15 Foods to Eat And Avoid During a Bird Flu Outbreak

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Avian influenza, or as most of us prefer to call it, bird flu, is a respiratory illness primarily affecting birds. The risk of its transmission to humans is generally low, but outbreaks can raise concerns, especially for those who enjoy poultry and eggs. This guide tells you what you can safely consume during a bird flu outbreak and what foods require extra caution or avoidance. We made it so you can make informed choices that won’t harm you and your loved ones while still enjoying a healthy and delicious diet.

Thoroughly Cooked Poultry (165°F/74°C)

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Cooking poultry to this internal temperature ensures any bird flu virus present is destroyed. For better accuracy, a food thermometer comes in handy. Use it to check the thickest part of the breast and thigh.

Well-Cooked Eggs (Solid Yolks)


While the virus is less likely to affect eggs, scrambled, fried hard, or boiled solid for at least 7 minutes are safe. The heat destroys the virus if present. Avoid runny yolks or soft-boiled eggs, as the virus might survive.

Plant-Based Proteins


These offer a safe and nutritious alternative to poultry in an outbreak. Beans, lentils, tofu, tempeh, nuts, and seeds are excellent protein and essential nutrient sources.

Fruits and Vegetables


Stock up on a variety of fresh or frozen produce. They provide vitamins, minerals, and fiber to keep your immune system strong, which can help fight off any potential infections.



Rice, pasta, quinoa, oats, and other whole grains are an excellent base for meals. These foods provide energy and essential nutrients for overall well-being, so it helps to consume them.

Dairy Products (Pasteurized)


Dairy products—cheese, yogurt, etc.—are safe as long as they’ve been pasteurized. This process uses heat to kill harmful bacteria and viruses, including potential bird flu viruses.

Avoid These During a Bird Flu Outbreak


Now that we’ve explored the variety of safe and delicious options available during a bird flu outbreak, let’s turn our attention to the other side of the coin. Caution is necessary, and we’ll walk you through foods that might pose a higher chance of transmission.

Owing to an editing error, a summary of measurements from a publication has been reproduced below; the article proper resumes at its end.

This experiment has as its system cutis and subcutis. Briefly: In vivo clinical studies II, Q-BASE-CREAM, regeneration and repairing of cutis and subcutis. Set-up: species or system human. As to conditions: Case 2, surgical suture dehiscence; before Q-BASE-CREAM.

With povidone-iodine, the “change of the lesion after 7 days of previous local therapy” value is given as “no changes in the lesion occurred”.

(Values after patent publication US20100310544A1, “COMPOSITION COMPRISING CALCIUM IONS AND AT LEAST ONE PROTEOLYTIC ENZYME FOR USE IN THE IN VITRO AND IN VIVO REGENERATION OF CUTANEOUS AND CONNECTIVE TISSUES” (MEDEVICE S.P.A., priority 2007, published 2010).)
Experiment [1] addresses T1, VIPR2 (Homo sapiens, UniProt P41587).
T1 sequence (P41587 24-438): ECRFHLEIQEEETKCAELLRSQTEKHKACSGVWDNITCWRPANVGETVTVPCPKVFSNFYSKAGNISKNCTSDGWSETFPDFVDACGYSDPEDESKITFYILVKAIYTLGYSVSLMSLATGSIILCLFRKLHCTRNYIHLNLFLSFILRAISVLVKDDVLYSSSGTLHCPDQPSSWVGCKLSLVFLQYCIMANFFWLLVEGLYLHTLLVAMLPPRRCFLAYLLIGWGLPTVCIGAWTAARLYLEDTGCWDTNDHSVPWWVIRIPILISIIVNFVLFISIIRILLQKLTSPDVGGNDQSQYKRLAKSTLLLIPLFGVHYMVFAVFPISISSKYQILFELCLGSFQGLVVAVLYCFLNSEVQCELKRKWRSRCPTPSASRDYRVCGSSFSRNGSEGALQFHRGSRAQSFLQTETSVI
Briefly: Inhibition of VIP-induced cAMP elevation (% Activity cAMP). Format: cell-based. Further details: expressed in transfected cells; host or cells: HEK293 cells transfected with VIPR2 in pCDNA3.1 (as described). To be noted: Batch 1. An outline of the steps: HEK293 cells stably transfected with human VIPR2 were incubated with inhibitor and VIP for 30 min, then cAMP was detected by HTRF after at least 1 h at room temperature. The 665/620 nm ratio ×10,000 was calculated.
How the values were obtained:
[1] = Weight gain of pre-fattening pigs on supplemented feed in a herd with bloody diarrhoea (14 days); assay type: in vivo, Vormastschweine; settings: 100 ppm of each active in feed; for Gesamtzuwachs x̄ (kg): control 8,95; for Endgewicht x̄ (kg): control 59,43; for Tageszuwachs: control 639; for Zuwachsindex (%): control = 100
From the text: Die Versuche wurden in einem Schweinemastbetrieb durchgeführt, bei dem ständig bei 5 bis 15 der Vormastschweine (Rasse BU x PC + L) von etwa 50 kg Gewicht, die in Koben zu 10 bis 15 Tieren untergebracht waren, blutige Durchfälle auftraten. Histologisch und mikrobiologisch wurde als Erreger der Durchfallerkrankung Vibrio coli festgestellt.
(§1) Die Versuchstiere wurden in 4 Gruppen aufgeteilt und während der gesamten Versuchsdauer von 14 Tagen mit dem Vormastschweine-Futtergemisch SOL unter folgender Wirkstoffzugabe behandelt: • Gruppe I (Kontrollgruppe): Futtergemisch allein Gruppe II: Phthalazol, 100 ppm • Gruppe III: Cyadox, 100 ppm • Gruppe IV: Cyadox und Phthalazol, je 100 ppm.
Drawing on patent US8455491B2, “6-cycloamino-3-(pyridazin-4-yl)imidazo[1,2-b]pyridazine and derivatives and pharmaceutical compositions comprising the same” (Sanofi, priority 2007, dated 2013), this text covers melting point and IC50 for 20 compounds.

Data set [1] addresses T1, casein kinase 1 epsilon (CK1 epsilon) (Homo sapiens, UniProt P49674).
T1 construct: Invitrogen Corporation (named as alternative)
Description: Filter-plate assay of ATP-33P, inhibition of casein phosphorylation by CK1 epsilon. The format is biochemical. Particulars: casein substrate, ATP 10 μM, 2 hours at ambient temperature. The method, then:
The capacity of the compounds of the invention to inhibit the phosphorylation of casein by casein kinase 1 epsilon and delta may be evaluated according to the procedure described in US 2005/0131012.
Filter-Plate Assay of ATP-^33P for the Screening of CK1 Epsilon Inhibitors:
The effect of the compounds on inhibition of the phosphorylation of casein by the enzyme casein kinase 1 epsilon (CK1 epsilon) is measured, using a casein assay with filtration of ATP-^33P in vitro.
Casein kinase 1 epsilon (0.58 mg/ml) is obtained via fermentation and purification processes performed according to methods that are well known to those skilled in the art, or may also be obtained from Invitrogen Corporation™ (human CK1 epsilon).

Raw or Undercooked Poultry


Chicken, turkey, duck, or goose that isn’t cooked through (165°F/74°C) can harbor the bird flu virus. The virus can be present in infected birds’ muscle tissue and organs.

Raw or Undercooked Eggs


Sunny-side-up eggs, runny yolks, or soft-boiled eggs pose a risk if the hens are infected with bird flu. The egg’s yolk and albumen (white) can play host to the virus.

Raw Milk

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Unpasteurized milk, which hasn’t been heat-treated, can carry the bird flu virus. It’s best to stick to pasteurized milk products for guaranteed safety.

Blood and Offal

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These poultry parts, like liver and gizzards, can carry a higher virus concentration than muscle meat. It’s best to stay away from them entirely in an outbreak.

Birds Showing Flu Symptoms

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Wild birds with flu symptoms like lethargy, difficulty breathing, or unusual behavior can harbor the virus. Don’t touch sick or dead birds, and avoid consuming meat from them. Contact your local authorities for proper disposal guidelines.

Food Prepared in Unsanitary Conditions


Always practice good hygiene when handling food, washing your hands thoroughly before and after preparation. Be cautious about consuming food from unreliable places, especially street vendors or restaurants whose hygiene practices are questionable.

Staying Informed and Minimizing Risk: Reliable Sources


During a bird flu outbreak, staying informed through reputable organizations like government agencies (USDA, CDC) and trusted news outlets is non-negotiable. They will provide the latest updates on the situation, safety guidelines, and potential risks associated with specific foods.

The Role of Home Cooking


It’s true that commercially produced poultry and eggs generally undergo rigorous safety checks; however, home cooking allows you greater control over the preparation process. When there’s a bird flu outbreak, consider preparing poultry dishes more frequently. Ensure proper hygiene while handling raw meat, cook poultry to a safe internal temperature (165°F/74°C), and never reuse marinades on uncooked poultry.


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